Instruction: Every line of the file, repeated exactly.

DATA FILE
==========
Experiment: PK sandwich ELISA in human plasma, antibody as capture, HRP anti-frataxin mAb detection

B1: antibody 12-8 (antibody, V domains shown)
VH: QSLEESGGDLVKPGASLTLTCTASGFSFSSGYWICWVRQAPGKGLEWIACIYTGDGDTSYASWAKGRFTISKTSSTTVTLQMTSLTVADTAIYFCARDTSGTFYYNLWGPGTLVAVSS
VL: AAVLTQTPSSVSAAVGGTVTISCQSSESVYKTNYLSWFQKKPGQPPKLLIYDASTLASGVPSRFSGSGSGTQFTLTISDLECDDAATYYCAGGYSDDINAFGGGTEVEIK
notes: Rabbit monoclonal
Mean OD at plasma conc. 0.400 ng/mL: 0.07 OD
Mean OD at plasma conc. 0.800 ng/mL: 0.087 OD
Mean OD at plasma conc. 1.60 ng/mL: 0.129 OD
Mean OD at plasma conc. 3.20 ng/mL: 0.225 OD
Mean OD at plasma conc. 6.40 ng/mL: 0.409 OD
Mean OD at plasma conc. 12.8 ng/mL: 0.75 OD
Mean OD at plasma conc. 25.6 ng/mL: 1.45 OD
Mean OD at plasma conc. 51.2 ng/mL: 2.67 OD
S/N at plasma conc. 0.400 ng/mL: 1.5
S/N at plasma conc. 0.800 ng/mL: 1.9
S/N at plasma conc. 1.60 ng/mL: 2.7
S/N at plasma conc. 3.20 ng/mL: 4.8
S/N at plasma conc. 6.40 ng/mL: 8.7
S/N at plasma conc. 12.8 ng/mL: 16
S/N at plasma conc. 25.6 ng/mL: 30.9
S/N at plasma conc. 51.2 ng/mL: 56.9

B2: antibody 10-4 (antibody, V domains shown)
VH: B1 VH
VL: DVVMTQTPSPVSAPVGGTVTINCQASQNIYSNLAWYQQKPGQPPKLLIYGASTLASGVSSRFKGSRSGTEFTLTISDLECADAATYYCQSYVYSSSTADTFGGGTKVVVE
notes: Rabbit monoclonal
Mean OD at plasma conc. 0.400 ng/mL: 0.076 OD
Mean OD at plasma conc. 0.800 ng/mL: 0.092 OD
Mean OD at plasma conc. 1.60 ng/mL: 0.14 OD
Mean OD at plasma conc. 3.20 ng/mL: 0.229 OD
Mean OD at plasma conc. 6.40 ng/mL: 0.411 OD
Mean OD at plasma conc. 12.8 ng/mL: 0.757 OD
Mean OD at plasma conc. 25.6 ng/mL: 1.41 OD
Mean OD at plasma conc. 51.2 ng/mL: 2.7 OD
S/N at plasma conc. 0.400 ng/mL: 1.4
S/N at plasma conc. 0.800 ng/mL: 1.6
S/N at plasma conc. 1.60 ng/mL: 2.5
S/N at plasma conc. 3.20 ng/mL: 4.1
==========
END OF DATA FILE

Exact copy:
Experiment: PK sandwich ELISA in human plasma, antibody as capture, HRP anti-frataxin mAb detection

B1: antibody 12-8 (antibody, V domains shown)
VH: QSLEESGGDLVKPGASLTLTCTASGFSFSSGYWICWVRQAPGKGLEWIACIYTGDGDTSYASWAKGRFTISKTSSTTVTLQMTSLTVADTAIYFCARDTSGTFYYNLWGPGTLVAVSS
VL: AAVLTQTPSSVSAAVGGTVTISCQSSESVYKTNYLSWFQKKPGQPPKLLIYDASTLASGVPSRFSGSGSGTQFTLTISDLECDDAATYYCAGGYSDDINAFGGGTEVEIK
notes: Rabbit monoclonal
Mean OD at plasma conc. 0.400 ng/mL: 0.07 OD
Mean OD at plasma conc. 0.800 ng/mL: 0.087 OD
Mean OD at plasma conc. 1.60 ng/mL: 0.129 OD
Mean OD at plasma conc. 3.20 ng/mL: 0.225 OD
Mean OD at plasma conc. 6.40 ng/mL: 0.409 OD
Mean OD at plasma conc. 12.8 ng/mL: 0.75 OD
Mean OD at plasma conc. 25.6 ng/mL: 1.45 OD
Mean OD at plasma conc. 51.2 ng/mL: 2.67 OD
S/N at plasma conc. 0.400 ng/mL: 1.5
S/N at plasma conc. 0.800 ng/mL: 1.9
S/N at plasma conc. 1.60 ng/mL: 2.7
S/N at plasma conc. 3.20 ng/mL: 4.8
S/N at plasma conc. 6.40 ng/mL: 8.7
S/N at plasma conc. 12.8 ng/mL: 16
S/N at plasma conc. 25.6 ng/mL: 30.9
S/N at plasma conc. 51.2 ng/mL: 56.9

B2: antibody 10-4 (antibody, V domains shown)
VH: B1 VH
VL: DVVMTQTPSPVSAPVGGTVTINCQASQNIYSNLAWYQQKPGQPPKLLIYGASTLASGVSSRFKGSRSGTEFTLTISDLECADAATYYCQSYVYSSSTADTFGGGTKVVVE
notes: Rabbit monoclonal
Mean OD at plasma conc. 0.400 ng/mL: 0.076 OD
Mean OD at plasma conc. 0.800 ng/mL: 0.092 OD
Mean OD at plasma conc. 1.60 ng/mL: 0.14 OD
Mean OD at plasma conc. 3.20 ng/mL: 0.229 OD
Mean OD at plasma conc. 6.40 ng/mL: 0.411 OD
Mean OD at plasma conc. 12.8 ng/mL: 0.757 OD
Mean OD at plasma conc. 25.6 ng/mL: 1.41 OD
Mean OD at plasma conc. 51.2 ng/mL: 2.7 OD
S/N at plasma conc. 0.400 ng/mL: 1.4
S/N at plasma conc. 0.800 ng/mL: 1.6
S/N at plasma conc. 1.60 ng/mL: 2.5
S/N at plasma conc. 3.20 ng/mL: 4.1